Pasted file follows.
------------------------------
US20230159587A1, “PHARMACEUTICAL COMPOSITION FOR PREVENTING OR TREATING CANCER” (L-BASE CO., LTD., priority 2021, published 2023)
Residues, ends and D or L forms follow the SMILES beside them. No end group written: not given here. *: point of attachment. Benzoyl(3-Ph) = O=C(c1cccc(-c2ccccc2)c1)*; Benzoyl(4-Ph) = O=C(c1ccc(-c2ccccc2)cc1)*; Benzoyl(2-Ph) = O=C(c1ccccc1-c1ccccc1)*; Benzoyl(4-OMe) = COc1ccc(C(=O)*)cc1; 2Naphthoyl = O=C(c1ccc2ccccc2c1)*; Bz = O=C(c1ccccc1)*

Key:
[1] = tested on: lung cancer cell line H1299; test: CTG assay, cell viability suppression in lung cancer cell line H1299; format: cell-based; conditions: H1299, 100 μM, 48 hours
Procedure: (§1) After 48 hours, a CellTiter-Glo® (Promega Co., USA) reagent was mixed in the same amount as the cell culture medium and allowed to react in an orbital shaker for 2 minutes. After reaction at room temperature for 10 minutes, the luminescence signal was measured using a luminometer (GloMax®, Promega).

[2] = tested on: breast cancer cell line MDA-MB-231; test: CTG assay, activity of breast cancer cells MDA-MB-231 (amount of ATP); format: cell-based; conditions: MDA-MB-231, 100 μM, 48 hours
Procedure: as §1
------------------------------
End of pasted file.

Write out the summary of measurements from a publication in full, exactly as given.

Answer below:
US20230159587A1, “PHARMACEUTICAL COMPOSITION FOR PREVENTING OR TREATING CANCER” (L-BASE CO., LTD., priority 2021, published 2023)
Residues, ends and D or L forms follow the SMILES beside them. No end group written: not given here. *: point of attachment. Benzoyl(3-Ph) = O=C(c1cccc(-c2ccccc2)c1)*; Benzoyl(4-Ph) = O=C(c1ccc(-c2ccccc2)cc1)*; Benzoyl(2-Ph) = O=C(c1ccccc1-c1ccccc1)*; Benzoyl(4-OMe) = COc1ccc(C(=O)*)cc1; 2Naphthoyl = O=C(c1ccc2ccccc2c1)*; Bz = O=C(c1ccccc1)*

Key:
[1] = tested on: lung cancer cell line H1299; test: CTG assay, cell viability suppression in lung cancer cell line H1299; format: cell-based; conditions: H1299, 100 μM, 48 hours
Procedure: (§1) After 48 hours, a CellTiter-Glo® (Promega Co., USA) reagent was mixed in the same amount as the cell culture medium and allowed to react in an orbital shaker for 2 minutes. After reaction at room temperature for 10 minutes, the luminescence signal was measured using a luminometer (GloMax®, Promega).

[2] = tested on: breast cancer cell line MDA-MB-231; test: CTG assay, activity of breast cancer cells MDA-MB-231 (amount of ATP); format: cell-based; conditions: MDA-MB-231, 100 μM, 48 hours
Procedure: as §1